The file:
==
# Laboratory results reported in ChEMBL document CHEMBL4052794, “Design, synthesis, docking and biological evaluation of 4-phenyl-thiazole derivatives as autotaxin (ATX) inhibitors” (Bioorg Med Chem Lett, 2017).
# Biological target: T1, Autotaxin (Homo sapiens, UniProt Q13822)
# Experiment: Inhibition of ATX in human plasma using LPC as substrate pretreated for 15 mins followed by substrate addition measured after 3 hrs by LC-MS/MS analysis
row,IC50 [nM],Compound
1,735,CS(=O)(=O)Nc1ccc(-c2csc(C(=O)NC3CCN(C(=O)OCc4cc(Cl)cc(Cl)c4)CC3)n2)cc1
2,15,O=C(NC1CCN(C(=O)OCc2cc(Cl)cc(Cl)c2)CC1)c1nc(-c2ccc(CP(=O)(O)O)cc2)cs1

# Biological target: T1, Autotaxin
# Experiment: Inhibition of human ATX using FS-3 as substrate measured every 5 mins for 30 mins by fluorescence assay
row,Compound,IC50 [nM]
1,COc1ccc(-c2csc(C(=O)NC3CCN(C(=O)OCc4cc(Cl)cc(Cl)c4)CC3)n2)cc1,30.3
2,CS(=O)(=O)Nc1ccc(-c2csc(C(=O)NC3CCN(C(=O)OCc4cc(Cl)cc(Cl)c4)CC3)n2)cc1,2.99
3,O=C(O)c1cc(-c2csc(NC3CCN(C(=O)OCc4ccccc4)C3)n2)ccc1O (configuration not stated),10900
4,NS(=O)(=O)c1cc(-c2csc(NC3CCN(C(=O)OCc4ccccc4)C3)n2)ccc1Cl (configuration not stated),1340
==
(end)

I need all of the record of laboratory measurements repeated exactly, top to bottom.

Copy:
# Laboratory results reported in ChEMBL document CHEMBL4052794, “Design, synthesis, docking and biological evaluation of 4-phenyl-thiazole derivatives as autotaxin (ATX) inhibitors” (Bioorg Med Chem Lett, 2017).
# Biological target: T1, Autotaxin (Homo sapiens, UniProt Q13822)
# Experiment: Inhibition of ATX in human plasma using LPC as substrate pretreated for 15 mins followed by substrate addition measured after 3 hrs by LC-MS/MS analysis
row,IC50 [nM],Compound
1,735,CS(=O)(=O)Nc1ccc(-c2csc(C(=O)NC3CCN(C(=O)OCc4cc(Cl)cc(Cl)c4)CC3)n2)cc1
2,15,O=C(NC1CCN(C(=O)OCc2cc(Cl)cc(Cl)c2)CC1)c1nc(-c2ccc(CP(=O)(O)O)cc2)cs1

# Biological target: T1, Autotaxin
# Experiment: Inhibition of human ATX using FS-3 as substrate measured every 5 mins for 30 mins by fluorescence assay
row,Compound,IC50 [nM]
1,COc1ccc(-c2csc(C(=O)NC3CCN(C(=O)OCc4cc(Cl)cc(Cl)c4)CC3)n2)cc1,30.3
2,CS(=O)(=O)Nc1ccc(-c2csc(C(=O)NC3CCN(C(=O)OCc4cc(Cl)cc(Cl)c4)CC3)n2)cc1,2.99
3,O=C(O)c1cc(-c2csc(NC3CCN(C(=O)OCc4ccccc4)C3)n2)ccc1O (configuration not stated),10900
4,NS(=O)(=O)c1cc(-c2csc(NC3CCN(C(=O)OCc4ccccc4)C3)n2)ccc1Cl (configuration not stated),1340